How Stash is disrupting the investment industry

Remember that last app you thought would finally teach you how to invest your money and check off that box in your adulting to-do list? Stash was created for people that don’t have a lot of financial experience but desperately want it, and they want it now. Since 2016, an estimated 2/3 of Americans couldn’t pass a basic financial-literacy test, meaning they got fewer than four answers correct on a five-question quiz. 80% of U.S. adults agree they could benefit from advice and answers to everyday financial questions from a professional. When it comes to managing money, only 17% of Millennials declares feeling prepared. And out of all potential target audiences, the next generations don’t just feel unprepared, they’re also extremely vocal about it.

Six things fintech can learn from the Stash success story

Stash has chosen to target the next generations that want to explore the idea of investing their money but don’t want to risk losing it all. The next generations may not be financial gurus right now, but they are eager to learn the ropes, especially when it comes to investing. The problem is that many of them have been scarred by the Great Recession, and now they’re afraid to lose their precious, heard-earned cash. 49% of next-generation youngsters says that the 2008 financial crisis changed the way they think about saving/ investing/ spending.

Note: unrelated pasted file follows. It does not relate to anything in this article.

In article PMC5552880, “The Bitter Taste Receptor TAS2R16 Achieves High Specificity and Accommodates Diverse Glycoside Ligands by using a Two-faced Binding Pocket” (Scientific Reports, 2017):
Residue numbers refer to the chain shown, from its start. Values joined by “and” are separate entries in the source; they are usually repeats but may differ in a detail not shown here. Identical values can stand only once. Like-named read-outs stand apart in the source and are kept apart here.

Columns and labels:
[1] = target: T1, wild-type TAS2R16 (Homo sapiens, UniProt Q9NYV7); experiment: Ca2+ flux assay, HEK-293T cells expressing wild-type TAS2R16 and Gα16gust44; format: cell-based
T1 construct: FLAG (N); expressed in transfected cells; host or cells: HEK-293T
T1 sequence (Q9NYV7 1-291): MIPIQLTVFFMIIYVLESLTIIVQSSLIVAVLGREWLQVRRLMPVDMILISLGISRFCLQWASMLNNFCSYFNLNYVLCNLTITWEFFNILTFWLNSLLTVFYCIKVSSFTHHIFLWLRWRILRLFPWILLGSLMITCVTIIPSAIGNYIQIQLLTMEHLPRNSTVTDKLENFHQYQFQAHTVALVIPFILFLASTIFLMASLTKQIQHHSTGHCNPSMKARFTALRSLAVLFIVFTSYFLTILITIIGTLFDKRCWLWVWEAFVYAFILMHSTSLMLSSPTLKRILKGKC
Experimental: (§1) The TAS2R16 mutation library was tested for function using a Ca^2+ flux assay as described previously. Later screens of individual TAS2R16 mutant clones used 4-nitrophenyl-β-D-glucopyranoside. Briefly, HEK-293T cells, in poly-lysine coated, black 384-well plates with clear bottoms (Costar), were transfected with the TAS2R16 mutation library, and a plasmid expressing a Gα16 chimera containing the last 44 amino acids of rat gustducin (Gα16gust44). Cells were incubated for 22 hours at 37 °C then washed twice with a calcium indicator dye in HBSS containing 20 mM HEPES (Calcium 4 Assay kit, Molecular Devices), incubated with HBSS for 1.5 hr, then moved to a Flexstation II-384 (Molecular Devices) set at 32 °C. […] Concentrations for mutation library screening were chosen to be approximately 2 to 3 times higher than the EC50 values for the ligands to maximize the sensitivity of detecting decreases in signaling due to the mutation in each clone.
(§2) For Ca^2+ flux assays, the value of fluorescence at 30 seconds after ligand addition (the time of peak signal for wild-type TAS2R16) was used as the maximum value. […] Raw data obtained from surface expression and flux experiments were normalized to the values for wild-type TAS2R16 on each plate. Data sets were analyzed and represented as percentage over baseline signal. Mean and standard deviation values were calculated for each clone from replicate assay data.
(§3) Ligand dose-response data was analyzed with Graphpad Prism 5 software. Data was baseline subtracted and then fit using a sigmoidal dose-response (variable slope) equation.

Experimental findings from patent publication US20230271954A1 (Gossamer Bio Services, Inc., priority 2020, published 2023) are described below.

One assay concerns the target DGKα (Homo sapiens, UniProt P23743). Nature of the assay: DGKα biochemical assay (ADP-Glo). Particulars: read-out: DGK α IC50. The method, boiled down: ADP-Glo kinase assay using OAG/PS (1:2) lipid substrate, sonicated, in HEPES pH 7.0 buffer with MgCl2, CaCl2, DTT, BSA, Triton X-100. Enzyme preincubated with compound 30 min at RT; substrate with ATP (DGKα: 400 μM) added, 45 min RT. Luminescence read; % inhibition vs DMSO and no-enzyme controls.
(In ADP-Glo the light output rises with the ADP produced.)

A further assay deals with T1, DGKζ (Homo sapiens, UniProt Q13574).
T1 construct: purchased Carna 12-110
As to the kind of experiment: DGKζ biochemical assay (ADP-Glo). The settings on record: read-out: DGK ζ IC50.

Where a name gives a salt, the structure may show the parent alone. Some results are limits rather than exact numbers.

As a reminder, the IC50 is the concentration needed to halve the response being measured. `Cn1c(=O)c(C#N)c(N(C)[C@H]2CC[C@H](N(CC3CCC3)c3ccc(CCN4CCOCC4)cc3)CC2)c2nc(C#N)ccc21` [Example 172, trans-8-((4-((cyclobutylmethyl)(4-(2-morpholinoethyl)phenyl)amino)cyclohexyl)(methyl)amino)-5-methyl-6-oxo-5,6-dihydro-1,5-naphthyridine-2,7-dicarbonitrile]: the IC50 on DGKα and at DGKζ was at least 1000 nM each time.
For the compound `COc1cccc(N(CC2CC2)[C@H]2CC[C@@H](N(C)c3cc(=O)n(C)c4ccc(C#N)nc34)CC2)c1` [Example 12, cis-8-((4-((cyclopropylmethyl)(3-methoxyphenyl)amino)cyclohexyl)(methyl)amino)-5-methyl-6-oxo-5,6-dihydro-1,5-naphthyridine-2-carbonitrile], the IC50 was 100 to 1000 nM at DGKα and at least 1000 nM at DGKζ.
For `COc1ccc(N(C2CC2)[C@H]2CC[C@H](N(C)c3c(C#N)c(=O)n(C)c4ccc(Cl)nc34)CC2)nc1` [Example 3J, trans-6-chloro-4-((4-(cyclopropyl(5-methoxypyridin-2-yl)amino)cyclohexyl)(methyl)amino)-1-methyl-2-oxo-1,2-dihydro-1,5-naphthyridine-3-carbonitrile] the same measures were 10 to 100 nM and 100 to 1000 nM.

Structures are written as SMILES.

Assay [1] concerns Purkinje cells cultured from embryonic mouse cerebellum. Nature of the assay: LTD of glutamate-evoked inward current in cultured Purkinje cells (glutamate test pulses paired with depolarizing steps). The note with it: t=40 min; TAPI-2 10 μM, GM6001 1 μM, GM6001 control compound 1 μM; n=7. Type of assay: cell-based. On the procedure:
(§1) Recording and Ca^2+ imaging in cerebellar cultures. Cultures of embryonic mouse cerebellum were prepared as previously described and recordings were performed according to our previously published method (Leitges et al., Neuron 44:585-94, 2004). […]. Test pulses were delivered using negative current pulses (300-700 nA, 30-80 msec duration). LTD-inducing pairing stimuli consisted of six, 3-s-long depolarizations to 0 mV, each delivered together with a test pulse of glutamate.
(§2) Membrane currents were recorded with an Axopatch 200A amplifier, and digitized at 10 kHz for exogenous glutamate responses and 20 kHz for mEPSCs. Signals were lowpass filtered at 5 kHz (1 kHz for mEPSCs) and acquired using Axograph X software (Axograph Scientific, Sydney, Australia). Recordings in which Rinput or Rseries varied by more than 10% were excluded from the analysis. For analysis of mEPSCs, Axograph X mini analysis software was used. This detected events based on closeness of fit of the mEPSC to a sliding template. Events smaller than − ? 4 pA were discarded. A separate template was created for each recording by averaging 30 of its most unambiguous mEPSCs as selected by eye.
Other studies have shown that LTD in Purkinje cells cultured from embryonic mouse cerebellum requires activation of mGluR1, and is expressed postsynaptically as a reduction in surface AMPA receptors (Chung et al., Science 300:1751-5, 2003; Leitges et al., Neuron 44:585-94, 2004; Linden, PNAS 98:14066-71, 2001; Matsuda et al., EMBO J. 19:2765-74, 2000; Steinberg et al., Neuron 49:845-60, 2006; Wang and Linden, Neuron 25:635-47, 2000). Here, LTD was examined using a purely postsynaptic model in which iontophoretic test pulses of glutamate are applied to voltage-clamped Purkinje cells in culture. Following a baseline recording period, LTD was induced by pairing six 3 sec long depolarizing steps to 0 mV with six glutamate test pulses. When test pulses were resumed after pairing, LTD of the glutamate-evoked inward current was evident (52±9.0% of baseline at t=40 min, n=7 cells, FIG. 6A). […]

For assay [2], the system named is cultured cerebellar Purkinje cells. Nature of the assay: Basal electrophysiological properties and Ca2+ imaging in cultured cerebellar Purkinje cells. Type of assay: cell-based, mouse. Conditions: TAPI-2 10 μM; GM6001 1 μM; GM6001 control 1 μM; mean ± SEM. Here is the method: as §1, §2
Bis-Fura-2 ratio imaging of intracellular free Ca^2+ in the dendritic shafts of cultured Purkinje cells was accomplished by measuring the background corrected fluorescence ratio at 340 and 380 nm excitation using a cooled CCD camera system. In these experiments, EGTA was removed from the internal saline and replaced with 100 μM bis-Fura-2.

The next-generation (aka anyone born after 1980) audiences grew up in times of technological (r)evolution, but they are also financially inexperienced and afraid of risk, which makes them a fickly fintech target. So why has Stash been able to capture nearly 1.5 million customers and raise $80 million total capital in only two years? In frAGILE (a next-generation marketing bookzine), Joeri Van den Bergh and Katia Pallini conclude that as a result, the next generations interact differently with brands than their parents and grandparents. Stash hits the nail on the head of a few key trends we uncovered, and as a result has provided examples of opportunities where fintech as a whole can learn and build.

Stash explanation

1. The next generations are always looking to have things done rapidly, easily, and hassle-free,making them a real shortcut generation.

Fintech must simplify their financial processes, previously seen by many as black boxes, into a few simple steps.

Why is this accessibility important? Because the next generations don’t respond well to brands that play hard to get. In terms of user experience, they expect things now, as fast and as easy as possible. So brands need to provide top-notch user experiences, reducing the time and efforts on the customer’s side. By making onboarding as simple as possible, Stash reduces the number of clicks to a minimum so that people will come back for more.

2 smartphones Investing

2. The next generations develop their identity through a cocktail of micro-interests which do not necessarily have to add up to one single focus point.

Fintech must adapt in order to cater to these seemingly scatterbrained passion points. Stash allows users to invest their money in as many contrasting causes as their hearts desire, by allowing them to choose from over 30 ETFs (Exchange-Traded Funds defined on the Stash website as investment baskets bundled into a fund that is traded on an exchange). These investment bundles are separated into three categories: “I believe”, “I want” and “I like”, allowing users to invest their money in as many contrasting causes as their hearts desire.